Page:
IT'S NOT AS if District leaders do not have enough problems on their plate, confronted as they are by police and emergency rescue service problems and the challenge of slashing $68 million this year and $132 million from next year's budget. Now city lawmakers and the mayor are at loggerheads over Charles C. Maddox, the city's inspector general, who has managed to make himself simultaneously persona non grata with the council and a political albatross for the mayor. The whole affair would be another amusing chapter in D.C. government high jinks if the consequences weren't so serious.
The D.C. Office of Inspector General serves, or at least has the potential to serve, an important function. For many years the city lacked an official entity, independent of both the executive and legislative branches, with authority to initiate investigations into waste, fraud and abuse at all levels of D.C. government. The law creating the city's inspector general promised just such a watchdog. But the gulf between legislative promise and political reality could not be greater. Relations between council members and the inspector general are so tattered that the council unanimously passed an emergency bill last week to force Mr. Maddox out of his job. It was so determined to show Mr. Maddox the door that a last-minute request from the mayor to delay the vote was ignored. Now the mayor must decide whether to veto a bill, and likely have his veto overridden by the council, or sign a measure that is open to legal and congressional challenge.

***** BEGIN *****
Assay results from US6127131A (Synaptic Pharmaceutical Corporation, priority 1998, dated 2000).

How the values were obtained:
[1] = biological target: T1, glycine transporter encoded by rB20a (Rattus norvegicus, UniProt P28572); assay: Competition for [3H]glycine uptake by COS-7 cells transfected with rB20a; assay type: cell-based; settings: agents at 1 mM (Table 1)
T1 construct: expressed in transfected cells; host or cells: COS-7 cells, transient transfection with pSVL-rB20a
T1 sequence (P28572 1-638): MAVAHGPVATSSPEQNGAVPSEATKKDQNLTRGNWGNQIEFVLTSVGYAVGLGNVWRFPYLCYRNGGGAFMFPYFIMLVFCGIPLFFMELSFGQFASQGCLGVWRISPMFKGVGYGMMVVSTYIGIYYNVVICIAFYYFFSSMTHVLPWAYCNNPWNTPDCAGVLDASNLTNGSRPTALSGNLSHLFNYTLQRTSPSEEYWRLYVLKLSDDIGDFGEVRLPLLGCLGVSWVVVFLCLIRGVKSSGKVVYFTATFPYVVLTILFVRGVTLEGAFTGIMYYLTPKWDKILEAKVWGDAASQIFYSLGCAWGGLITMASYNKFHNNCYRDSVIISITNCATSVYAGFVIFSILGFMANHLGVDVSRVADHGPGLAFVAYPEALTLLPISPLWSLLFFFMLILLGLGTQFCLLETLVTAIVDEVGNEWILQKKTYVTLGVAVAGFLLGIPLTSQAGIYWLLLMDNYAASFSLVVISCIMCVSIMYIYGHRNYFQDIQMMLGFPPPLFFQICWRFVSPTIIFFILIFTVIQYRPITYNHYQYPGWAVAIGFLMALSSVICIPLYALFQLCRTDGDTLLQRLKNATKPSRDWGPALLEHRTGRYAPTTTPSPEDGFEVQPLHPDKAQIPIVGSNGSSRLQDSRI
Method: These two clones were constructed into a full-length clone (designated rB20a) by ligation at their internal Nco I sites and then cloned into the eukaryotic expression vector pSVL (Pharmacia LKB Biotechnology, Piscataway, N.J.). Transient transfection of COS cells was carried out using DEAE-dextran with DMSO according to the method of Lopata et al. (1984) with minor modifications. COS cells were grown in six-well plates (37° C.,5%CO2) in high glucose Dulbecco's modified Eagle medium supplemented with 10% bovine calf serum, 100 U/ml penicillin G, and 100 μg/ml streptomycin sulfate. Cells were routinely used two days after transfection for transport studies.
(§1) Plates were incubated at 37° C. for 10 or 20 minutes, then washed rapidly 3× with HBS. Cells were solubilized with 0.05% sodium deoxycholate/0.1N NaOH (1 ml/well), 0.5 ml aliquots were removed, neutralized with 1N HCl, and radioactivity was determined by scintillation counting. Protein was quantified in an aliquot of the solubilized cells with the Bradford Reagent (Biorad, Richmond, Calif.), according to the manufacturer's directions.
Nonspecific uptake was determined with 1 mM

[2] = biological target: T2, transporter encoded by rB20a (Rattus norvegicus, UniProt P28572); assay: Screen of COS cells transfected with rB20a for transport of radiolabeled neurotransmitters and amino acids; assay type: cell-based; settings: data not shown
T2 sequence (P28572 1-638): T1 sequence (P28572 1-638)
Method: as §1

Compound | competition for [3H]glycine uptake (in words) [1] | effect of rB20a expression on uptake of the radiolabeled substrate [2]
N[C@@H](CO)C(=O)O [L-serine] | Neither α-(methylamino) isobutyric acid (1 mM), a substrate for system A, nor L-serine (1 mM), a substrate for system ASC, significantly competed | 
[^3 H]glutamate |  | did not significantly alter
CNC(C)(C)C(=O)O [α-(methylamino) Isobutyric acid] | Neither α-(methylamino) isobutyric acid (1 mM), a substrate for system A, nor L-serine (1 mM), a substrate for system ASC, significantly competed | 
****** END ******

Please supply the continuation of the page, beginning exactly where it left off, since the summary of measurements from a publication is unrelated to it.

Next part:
Meanwhile, Mr. Maddox has managed to widen the breach -- if that's possible -- by charging in a statement following the vote that the council wants "someone in office who will not continue to conduct sensitive investigations that could lead to findings of misconduct at the highest levels, including within the council itself." Mr. Maddox's not so thinly veiled suggestion that he is being dumped because his office is closing in on wrongdoing within the council is serious and disturbing -- especially as he has not produced any credible evidence to support his charge. On the other hand, the council, in voting to force out Mr. Maddox, contends that it has compiled sufficient reasons for the mayor to fire Mr. Maddox for cause, which is permissible under the law. The mayor has 10 days to veto the bill. Mr. Maddox, who has tussled with city lawmakers over possible violations of city residency laws, his independence from the mayor and qualifications for the job, is in the worst of all worlds. He could do himself, his office and the city a favor by embarking on a search for a better one.